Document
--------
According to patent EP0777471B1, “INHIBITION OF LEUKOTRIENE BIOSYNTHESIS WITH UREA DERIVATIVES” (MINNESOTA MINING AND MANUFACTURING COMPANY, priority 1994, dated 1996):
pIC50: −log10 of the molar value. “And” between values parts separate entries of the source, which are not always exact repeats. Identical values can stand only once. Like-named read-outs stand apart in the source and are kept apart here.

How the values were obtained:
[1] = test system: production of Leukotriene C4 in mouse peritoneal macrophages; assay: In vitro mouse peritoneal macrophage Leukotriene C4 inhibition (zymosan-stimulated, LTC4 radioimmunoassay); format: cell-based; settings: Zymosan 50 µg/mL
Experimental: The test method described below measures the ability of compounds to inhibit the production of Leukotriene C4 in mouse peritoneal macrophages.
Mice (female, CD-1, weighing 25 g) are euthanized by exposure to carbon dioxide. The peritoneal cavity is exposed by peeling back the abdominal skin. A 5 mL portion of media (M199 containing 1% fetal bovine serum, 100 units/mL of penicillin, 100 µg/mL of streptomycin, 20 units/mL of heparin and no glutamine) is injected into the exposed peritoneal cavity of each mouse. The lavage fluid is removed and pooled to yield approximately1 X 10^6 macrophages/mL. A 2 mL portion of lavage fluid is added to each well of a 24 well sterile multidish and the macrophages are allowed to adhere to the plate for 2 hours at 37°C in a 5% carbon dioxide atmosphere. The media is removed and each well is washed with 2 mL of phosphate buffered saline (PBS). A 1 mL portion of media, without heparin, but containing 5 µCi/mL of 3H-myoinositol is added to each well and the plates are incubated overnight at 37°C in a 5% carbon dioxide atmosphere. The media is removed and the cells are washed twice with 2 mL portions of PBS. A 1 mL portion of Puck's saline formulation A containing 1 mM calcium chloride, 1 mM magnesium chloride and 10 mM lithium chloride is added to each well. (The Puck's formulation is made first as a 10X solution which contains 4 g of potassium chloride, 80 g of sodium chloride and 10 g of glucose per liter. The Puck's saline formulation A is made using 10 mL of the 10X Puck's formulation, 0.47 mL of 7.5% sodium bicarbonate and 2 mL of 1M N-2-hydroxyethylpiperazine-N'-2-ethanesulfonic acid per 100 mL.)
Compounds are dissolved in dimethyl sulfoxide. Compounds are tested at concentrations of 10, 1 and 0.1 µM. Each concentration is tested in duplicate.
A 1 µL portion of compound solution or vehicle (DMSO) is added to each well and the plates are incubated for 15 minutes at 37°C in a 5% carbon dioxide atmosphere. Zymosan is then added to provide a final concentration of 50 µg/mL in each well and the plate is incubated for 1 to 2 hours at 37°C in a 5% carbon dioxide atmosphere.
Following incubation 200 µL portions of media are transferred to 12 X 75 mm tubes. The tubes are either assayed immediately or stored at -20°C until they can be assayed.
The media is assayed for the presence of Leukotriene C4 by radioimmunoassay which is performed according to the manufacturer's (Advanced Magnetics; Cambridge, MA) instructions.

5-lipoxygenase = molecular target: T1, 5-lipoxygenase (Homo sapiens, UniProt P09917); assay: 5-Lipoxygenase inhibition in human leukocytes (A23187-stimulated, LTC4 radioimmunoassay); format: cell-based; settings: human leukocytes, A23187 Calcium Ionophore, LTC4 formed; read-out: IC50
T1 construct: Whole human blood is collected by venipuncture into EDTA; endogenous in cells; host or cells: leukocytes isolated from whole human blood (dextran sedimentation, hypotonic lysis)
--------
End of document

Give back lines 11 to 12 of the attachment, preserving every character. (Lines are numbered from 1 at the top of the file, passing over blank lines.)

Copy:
5-lipoxygenase = molecular target: T1, 5-lipoxygenase (Homo sapiens, UniProt P09917); assay: 5-Lipoxygenase inhibition in human leukocytes (A23187-stimulated, LTC4 radioimmunoassay); format: cell-based; settings: human leukocytes, A23187 Calcium Ionophore, LTC4 formed; read-out: IC50
T1 construct: Whole human blood is collected by venipuncture into EDTA; endogenous in cells; host or cells: leukocytes isolated from whole human blood (dextran sedimentation, hypotonic lysis)